New actions to protect Welsh-speaking communities
The Minister for Education and Welsh Language yesterday provided a preview of the actions which are part of the Welsh Government’s plans to safeguard communities where Welsh is the main language and where there are large numbers of second homes.
The interventions include encouraging homeowners to give local people a fair chance when selling their property. The Minister also announced a new Commission for Welsh-speaking Communities, Comisiwn Cymunedau Cymraeg, which will bring together experts to make policy recommendations to protect and strengthen Cymraeg as a community language.
The Minister discussed these actions yesterday at the National Eisteddfod in Tregaron, ahead of the publication of the final Welsh Language Community Housing Plan (WLCHP) in the autumn.
The Minister also shared details of the proposed schemes including a voluntary ‘fair chance scheme’, to help sellers make decisions about how they sell property, by allowing properties to be marketed locally only, for a fixed period. The Welsh Government will also work with organisations such as estate agents to address the housing needs of those communities.
The WLCHP will also include support for social enterprises and community housing co-operatives, as well as steps to protect Welsh place names.
As part of the Programme for Government and Co-operation Agreement commitments to tackle the negative impact second homes and a lack of affordable housing can have, the Welsh Government has extended the discretionary powers for local authorities to increase council tax on second and long-term empty homes by up to 300%.
Last month, the Welsh Government and Plaid Cymru announced further plans for new planning laws, a licensing scheme for visitor accommodation and proposals to change land transaction tax in areas with large numbers of second homes, as part of their Co-operation Agreement.
Jeremy Miles yesterday said:
For the Welsh language to thrive, we need sustainable communities and good job opportunities in the areas where it is widely spoken.
Through our Welsh Language Communities Housing Plan, and the Commission for Welsh-speaking Communities we’re announcing today, we and our partners will work together with communities where Welsh is the main language and help them develop plans which protect their identity and our language.
This isn’t about imposing solutions, so everything we do will be in line with local communities’ aspirations.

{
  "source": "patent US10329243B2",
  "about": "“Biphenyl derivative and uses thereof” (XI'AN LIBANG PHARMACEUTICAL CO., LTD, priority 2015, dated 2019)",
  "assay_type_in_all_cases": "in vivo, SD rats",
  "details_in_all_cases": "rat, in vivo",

The Commission will help us develop future policies to sustain the language in those communities traditionally considered its heartlands. This isn’t about setting up a new body, it’s a group of experts in a range of fields who will give us a completely candid view about how the economy, policy decisions and demographics are affecting the Welsh language.
I’ve said many times that the Cymraeg belongs to us all, as does the responsibility for its future. We’ll have to be brave and tackle things together that might be difficult. I’m sure that some of the things the Commission will tell us will be challenging, but that’s important – that’s what will help us find the most effective answers!
Dr Simon Brooks, who previously published Second homes: developing new policies in Wales for the Welsh Government, will chair the Commission.
The members of the Commission are:
- Talat Chaudhri
- Lowri Cunnington Wynn
- Cynog Dafis
- Meinir Ebbsworth
- Delyth Evans
- Dafydd Gruffydd
- Myfanwy Jones
- Shan Lloyd Williams
- Cris Tomos
- Rhys Tudur
Dr Brooks yesterday said:
As a Commission, we’ll examine the linguistic reality of Welsh-speaking communities today in order to make policy recommendations which will help safeguard them for future generations.
The Commission will produce a comprehensive report, bridging policy areas from education to the economy. By looking at these together, we want to help develop answers to the challenges facing our Welsh-speaking communities as a whole. Cymraeg belongs to us all and developing Welsh-speaking communities is crucial to its future as a living language.
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